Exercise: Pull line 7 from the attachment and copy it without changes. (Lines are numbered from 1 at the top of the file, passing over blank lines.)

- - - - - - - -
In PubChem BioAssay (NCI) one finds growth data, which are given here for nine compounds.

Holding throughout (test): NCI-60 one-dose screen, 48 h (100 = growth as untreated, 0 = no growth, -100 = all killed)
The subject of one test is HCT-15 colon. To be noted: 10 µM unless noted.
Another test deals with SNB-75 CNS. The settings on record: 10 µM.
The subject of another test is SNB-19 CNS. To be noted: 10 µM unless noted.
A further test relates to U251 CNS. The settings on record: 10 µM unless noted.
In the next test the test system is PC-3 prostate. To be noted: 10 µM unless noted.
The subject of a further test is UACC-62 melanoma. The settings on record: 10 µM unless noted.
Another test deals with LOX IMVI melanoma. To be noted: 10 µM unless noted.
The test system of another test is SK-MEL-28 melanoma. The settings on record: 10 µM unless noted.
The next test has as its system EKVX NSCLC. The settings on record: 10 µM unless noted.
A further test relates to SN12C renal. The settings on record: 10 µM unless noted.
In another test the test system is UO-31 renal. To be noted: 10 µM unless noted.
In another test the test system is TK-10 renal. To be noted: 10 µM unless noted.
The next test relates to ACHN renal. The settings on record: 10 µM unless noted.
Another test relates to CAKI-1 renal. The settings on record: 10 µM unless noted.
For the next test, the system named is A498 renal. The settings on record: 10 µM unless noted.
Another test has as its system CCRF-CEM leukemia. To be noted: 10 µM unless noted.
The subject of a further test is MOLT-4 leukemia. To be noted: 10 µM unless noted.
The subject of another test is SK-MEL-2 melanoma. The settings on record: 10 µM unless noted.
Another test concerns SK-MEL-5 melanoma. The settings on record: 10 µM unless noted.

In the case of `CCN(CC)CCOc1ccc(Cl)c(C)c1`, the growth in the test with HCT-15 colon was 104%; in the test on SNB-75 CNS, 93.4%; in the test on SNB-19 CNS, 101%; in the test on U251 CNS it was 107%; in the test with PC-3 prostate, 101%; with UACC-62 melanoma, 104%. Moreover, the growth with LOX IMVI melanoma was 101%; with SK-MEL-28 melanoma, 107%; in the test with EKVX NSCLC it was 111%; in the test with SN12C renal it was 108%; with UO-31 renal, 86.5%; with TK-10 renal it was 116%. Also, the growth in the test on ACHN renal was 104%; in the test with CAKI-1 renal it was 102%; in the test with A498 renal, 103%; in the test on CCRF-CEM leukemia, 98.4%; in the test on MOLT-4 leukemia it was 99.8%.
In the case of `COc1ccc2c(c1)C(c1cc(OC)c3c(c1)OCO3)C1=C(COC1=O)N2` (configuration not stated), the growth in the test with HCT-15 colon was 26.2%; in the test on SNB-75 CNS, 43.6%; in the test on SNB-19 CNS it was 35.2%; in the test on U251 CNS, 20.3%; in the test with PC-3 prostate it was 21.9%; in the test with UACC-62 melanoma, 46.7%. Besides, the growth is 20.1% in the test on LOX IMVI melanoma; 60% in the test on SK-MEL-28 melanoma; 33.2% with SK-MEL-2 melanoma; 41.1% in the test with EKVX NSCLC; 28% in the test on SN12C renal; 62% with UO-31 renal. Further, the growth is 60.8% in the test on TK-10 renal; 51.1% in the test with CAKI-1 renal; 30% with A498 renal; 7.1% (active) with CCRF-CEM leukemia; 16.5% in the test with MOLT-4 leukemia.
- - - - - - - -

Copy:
In the next test the test system is PC-3 prostate. To be noted: 10 µM unless noted.